As a woman fighting cancer. I see this as a positive message. That even though treatment takes away so much, you are still beautiful. To all of you giving raves to this simplton Nicole, you clearly have not been through a cancer battle. You are the people that drain all the hope away, that make cancer so depressing. Stop it . We need hope.
  • travele... CrazyTexan 2012/01/17 19:35:55
    traveler818
    +1
    It's my experience with cancer that would say just what you said. Stop it indeed. It goes beyond cruel. Cancer treatment really takes a lot out of you. I'm learning that many people don't think it's a big deal--educated people among them.
  • CrazyTexan travele... 2012/01/18 17:14:44
    CrazyTexan
    +1
    What's not a big deal? Bald bitch barbie? Callous people that take away hope? Or the fact that cancer patients want to be seen as more than the disease? Please educate me. Clearly I'm too cruel. Being a cancer patient.
  • travele... CrazyTexan 2012/02/01 23:09:41
    traveler818
    +1
    Many people don't think cancer is a big deal. I, too, am a cancer patient, and I think all the education you need is already here. As a child, I would have been thrilled to have a bald Barbie just like me, with accessories, especially wigs. If she can have it either way, where is the problem?

    We are also talking about the mindset of a child, who wants, more than anything to fit in. At some schools, I have seen all the girls share their heads in solidarity. The Barbie can serve the same purpose in the hospital. All it takes is for it to become commonplace. People don't like new ideas.
  • MadamAqua2100 2012/01/17 12:05:23
    Yes, what a great idea
    MadamAqua2100
    +2
    I think is a great idea. It would be good if there was a bald Barbie doll for little girls that are going through chemotherapy
  • Stan Weinstein 2012/01/17 11:02:38
    No
    Stan Weinstein
    +3
    Just buy a regular Barbie and scalp her. Problem solved.
  • May 2012/01/17 07:47:28
    Yes, what a great idea
    May
    +1
    Yes, because the kids will want hair like normal girls and their barbie dolls, but because this one has no hair it will make them feel special
  • Rusty's Mom 2012/01/17 05:55:10
    Yes, what a great idea
    Rusty's Mom
    +1
    Yes, I agree that a "bald is beautiful" Barbie can be therapeutic for little girls who lose their hair, and can be an example that may help little girls who are not ill to develop awareness, respect and empathy - qualities we need for girls to develop on their march toward womanhood.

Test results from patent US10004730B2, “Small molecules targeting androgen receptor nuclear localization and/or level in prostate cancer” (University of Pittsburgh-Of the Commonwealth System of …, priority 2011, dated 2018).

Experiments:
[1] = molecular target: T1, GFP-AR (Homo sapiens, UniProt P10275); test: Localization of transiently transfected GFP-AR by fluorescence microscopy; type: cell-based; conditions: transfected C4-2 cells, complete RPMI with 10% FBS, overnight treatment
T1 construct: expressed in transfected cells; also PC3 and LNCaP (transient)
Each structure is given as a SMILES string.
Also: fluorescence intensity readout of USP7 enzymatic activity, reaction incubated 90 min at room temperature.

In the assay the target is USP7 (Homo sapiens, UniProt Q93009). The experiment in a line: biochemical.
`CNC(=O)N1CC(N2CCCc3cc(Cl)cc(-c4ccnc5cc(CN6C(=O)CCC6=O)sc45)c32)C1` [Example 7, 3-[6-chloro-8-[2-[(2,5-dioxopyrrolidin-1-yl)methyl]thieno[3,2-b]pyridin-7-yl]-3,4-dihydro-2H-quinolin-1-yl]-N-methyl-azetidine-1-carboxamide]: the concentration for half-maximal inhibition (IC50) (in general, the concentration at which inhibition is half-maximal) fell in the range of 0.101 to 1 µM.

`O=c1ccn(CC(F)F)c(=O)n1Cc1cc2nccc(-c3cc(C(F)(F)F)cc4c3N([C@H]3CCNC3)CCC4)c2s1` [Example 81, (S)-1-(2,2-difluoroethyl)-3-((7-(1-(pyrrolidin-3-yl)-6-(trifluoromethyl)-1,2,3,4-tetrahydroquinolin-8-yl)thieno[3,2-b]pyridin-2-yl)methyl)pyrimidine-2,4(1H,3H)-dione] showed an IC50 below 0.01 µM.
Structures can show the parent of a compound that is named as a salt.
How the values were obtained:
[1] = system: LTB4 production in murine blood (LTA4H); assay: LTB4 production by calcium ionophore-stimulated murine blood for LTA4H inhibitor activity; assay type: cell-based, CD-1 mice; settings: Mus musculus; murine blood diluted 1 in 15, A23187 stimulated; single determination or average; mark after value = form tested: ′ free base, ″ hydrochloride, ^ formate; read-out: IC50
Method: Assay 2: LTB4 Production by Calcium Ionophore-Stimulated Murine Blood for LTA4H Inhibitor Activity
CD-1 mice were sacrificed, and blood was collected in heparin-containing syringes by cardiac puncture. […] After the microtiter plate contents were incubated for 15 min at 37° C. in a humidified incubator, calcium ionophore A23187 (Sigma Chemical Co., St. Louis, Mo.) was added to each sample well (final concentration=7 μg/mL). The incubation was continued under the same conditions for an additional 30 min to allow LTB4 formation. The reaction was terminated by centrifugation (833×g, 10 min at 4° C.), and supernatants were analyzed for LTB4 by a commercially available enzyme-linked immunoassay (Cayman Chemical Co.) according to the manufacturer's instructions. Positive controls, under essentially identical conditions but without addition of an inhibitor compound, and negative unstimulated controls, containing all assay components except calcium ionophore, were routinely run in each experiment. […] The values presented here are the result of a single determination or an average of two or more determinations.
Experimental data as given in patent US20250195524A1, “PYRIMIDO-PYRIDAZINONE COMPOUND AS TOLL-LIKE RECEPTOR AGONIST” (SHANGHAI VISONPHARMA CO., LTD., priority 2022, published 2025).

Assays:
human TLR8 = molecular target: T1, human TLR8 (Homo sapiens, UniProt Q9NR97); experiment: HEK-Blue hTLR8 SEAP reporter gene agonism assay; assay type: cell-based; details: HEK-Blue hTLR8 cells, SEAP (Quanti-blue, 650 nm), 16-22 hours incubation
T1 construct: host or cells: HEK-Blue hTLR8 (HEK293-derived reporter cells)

• Stix 2012/01/17 05:36:33
    Yes, what a great idea
    Stix
    +2
    I thought they already made one...I know I've seen them. Kids!
  • Moh Al-a 2012/01/17 04:23:20
    Yes, what a great idea
    Moh Al-a
    +1
    I hope it will educate kids and it make good outcome.
  • lorraine 2012/01/17 03:48:36
    Yes, what a great idea
    lorraine
    +1
    I played with Barbie when I was a little girl she always had the perfect body! Yes they should make a Barbie Doll bald! These kids need to see a Barbie Doll bald instead always having the perfect hair perfect body! i think it would be a great idea for kids:-)
  • Skar 2012/01/17 03:32:23
    Yes, what a great idea
    Skar
    +1
    Well, I wouldn't go so far to say it's a great idea but I'm certainly not opposed to it. If there is a market and demand for it then I don't see what the harm would be.
  • beethoven 2012/01/17 03:27:15
    Yes, what a great idea
    beethoven
    +2
    I love it that they put on the 'package' that "We girls can do anything!". This is no worse than having a cancer support ribbon on your car. If you explain that you get the doll for the child BECAUSE of the hair loss, then it will help them accept themselves more readily. Think of how many girls want to become a vet, or a doctor, or an artist, or whatever, simply because Barbie has done it. Girl power isn't over yet - and giving a child a doll with hair could give them just as much of a complex as as bald one. Personally, I'd just shave my doll bald. Then pierce her nose, ears, lip, and give her Sharpie tattoos so that she could look like me. But then, hey, that's who I am. Oh, and put her in a sumo suit, since I'm a fat girl :)
  • travele... beethoven 2012/01/17 03:35:21
    traveler818
    +2
    If I were a child with cancer, a Barbie doll with hair would make me cry. One that looked like me would make me feel less alone just because it existed. And I could go through a series of wigs from short to long, to show the progress I want for myself. While she is helping the Barbie doll with the healing process, she is also healing herself.